Drone Records
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Format: do-CD
Label & Cat.Number: Helen Scarsdale Agency hms 017
Release Year: 2009
Note: drones for dreamless sleep; the drone-project of HITOSHI KOJO; expanded version of the Mystery Sea CDR from 2006; lim. 300
Price (incl. 19% VAT): €15.00

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"Hitoshi Kojo (aks Spiracle) professes to have some difficulties in falling asleep. When sleep comes to him, it can often arrive at dawn, when the colors of the sun begin to break through the darkness of night and when some are just rising after their own good night's sleep. Ananta is a twin set of compositions that urge the listener toward a dreamless sleep-state, while reflecting the glowing warmth of a blossoming sunrise. In constructing the two variations of Ananta, Kojo began with finely tuned drones extracted from a Dilruba and a Sarangi, and applied a process of merging sympathetic field recordings and other tonal interferences alongside those instrumental sounds. The resulting pieces are elliptically static drone compositions that brightly shimmer with hues of gold, crimson, and aquamarine.
One of the two variations of Ananta was published back in 2006 as a micro-edition CDR through Mystery Sea. In composing the Mystery Sea version, Kojo purposefully eschewed the representational sounds of the "Night Ocean Drones" espoused by the label, opting for these aforementioned concepts. On this piece of tiny churning textures streaming along a linear path, Kojo's piece nearly achieves infinity, which happens to be the translation from Sanskrit of "ananta." While other works from Kojo enjoy the darkly elegant arches found in select recordings from Organum and Lawrence English, the Mystery Sea Version of Ananta fits more of the tradition of the Roland Kayn, Yoshi Wada, and Charlemagne Palestine in constructing pieces which require endurance, lest you succumb to Kojo's audio hypnosis. The Strato Version of Ananta is a previously unreleased composition, that bends and undulates around a fundamental drone, all the while still maintaining the sun-flecked glints magnified in the Mystery Sea version. Limited to 300 copies."[label info]


"We missed out completely on the Ananta cd-r that Spiracle first released through the Mystery Sea label a few years back. It was limited to 100 copies and quickly disappeared, much to our chagrin. Fortunately, Helen Scarsdale in her sage wisdom has just reissued that static drone opus with a second disc that reworks the original material while keeping the same intent.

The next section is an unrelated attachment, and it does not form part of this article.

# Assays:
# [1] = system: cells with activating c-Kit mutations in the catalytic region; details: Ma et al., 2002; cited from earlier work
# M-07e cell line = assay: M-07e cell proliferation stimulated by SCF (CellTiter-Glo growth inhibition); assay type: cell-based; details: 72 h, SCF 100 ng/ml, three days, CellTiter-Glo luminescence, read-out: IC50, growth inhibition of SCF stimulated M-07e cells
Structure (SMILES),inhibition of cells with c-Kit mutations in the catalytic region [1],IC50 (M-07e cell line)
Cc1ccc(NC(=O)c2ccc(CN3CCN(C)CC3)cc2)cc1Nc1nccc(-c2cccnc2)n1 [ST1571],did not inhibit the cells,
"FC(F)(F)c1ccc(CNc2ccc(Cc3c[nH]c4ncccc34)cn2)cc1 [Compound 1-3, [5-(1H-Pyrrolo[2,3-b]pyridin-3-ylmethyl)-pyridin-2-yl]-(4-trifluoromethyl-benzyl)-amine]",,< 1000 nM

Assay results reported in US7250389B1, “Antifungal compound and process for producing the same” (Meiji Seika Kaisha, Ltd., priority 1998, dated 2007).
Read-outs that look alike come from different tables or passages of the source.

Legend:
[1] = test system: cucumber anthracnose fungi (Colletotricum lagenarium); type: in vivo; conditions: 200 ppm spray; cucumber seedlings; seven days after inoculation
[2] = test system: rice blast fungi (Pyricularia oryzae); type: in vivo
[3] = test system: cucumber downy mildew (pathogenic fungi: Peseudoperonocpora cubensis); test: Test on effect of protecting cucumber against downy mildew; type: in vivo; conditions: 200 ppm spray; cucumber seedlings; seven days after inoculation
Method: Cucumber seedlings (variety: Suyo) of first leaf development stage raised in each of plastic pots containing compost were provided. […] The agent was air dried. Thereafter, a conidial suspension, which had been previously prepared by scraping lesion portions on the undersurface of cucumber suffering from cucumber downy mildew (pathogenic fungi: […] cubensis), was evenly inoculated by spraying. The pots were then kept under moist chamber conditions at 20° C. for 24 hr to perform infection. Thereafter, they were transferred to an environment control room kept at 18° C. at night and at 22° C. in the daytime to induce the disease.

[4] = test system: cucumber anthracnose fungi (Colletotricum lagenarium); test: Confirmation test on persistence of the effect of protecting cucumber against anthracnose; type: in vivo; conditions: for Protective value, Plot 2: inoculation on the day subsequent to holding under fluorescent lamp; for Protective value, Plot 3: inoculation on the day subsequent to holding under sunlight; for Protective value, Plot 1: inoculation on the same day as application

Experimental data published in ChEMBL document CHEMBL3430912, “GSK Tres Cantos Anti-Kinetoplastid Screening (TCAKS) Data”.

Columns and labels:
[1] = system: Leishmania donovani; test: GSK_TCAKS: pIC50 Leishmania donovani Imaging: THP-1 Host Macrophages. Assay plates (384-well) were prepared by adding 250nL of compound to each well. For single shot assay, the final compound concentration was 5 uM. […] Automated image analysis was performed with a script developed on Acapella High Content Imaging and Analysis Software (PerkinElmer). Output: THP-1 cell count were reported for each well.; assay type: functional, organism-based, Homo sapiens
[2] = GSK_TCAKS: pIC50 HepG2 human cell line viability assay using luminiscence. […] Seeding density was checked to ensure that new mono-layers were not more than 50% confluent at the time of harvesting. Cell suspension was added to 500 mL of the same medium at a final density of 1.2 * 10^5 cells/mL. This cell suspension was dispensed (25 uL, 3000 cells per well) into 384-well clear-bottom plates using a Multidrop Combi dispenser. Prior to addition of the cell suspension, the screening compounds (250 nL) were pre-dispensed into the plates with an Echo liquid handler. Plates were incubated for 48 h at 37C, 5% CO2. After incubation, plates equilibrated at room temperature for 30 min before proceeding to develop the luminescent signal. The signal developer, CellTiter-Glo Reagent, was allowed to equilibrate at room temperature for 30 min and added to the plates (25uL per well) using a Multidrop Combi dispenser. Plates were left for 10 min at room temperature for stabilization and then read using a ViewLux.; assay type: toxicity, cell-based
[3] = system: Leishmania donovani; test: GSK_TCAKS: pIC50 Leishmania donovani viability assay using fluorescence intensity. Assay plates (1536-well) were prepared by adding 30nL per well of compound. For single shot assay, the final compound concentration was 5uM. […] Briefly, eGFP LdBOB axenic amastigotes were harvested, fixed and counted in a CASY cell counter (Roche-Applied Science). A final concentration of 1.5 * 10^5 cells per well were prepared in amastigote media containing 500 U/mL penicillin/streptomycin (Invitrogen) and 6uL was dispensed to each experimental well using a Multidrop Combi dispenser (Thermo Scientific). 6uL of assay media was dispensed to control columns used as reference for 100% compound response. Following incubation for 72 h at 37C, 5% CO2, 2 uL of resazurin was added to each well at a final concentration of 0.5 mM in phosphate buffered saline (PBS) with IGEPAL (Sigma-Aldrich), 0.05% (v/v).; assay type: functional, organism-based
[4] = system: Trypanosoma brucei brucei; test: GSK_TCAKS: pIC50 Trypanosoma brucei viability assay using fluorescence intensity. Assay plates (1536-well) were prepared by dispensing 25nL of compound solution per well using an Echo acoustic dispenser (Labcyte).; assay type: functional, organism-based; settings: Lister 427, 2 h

Hitoshi Kojo is man behind Spiracle, having wandered from his native Japan to Central Europe where he's been collaborating with the likes of Michael Northam, Maurizio Bianchi, John Grzinich, and Murmer. Much of his work deals with acoustic drone construction, with some of his records taking up the mantle of beautiful tactile noises like those generated by Organum, Jonathan Coleclough, and Andrew Chalk. Ananta, now presented as a double disc, is an album with a purpose; or at least it has a purpose for Kojo as he's one who has trouble falling asleep. So he composed this album as a narcotizing agent to lull him into a deep sleep. But this is also a man who is a night owl, so the time when he's usually falling asleep is when the sun is just beginning to rise. So for this composition, Kojo tuned his drones to match the ruby reds and golden yellows of daybreak. The Mystery Sea Version of Ananta is a linear construct of softened static with wisps of sustained tones spiralling in and out of the mix. The composition shimmers along this focused path with few variations, reflecting a rigor of process much like the champions of minimalism (e.g. Charlemagne Palestine, Roland Kayn, Yoshi Wada) but with a delicate approach found in the likes of Stars Of The Lid. The Strato Version found on the other disc smoothes out the static into a rich undulating surface of warm golden tones, that could easily be an ambient lullaby to accompany a daydream whilst napping at the beach. So, so beautiful!
The Helen Scarsdale reissue does increase the distribution of this disc, although not by much... there's only 300 of these beauties kicking around!" [Aquarius Records]